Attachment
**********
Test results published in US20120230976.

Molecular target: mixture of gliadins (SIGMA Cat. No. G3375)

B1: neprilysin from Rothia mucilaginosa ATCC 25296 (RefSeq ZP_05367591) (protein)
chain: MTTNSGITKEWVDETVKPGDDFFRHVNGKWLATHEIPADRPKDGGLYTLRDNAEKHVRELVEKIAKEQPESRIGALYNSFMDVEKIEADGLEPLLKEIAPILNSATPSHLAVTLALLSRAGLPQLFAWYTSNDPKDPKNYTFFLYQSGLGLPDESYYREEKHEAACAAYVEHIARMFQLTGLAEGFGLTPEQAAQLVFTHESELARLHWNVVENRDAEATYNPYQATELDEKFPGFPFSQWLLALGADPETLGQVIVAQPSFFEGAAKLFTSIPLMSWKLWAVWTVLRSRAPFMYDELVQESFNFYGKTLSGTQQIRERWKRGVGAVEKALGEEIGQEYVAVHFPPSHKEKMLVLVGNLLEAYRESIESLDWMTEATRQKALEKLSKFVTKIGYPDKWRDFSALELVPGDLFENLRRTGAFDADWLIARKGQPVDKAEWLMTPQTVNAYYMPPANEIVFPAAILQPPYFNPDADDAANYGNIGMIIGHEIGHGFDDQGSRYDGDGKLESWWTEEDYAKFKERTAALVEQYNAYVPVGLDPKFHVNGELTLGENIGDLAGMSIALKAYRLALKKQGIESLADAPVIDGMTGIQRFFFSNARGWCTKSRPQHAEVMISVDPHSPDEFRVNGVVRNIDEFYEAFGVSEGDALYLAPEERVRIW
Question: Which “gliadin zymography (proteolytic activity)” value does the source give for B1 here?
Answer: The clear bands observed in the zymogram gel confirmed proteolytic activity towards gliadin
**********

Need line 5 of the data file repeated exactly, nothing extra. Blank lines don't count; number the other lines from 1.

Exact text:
Question: Which “gliadin zymography (proteolytic activity)” value does the source give for B1 here?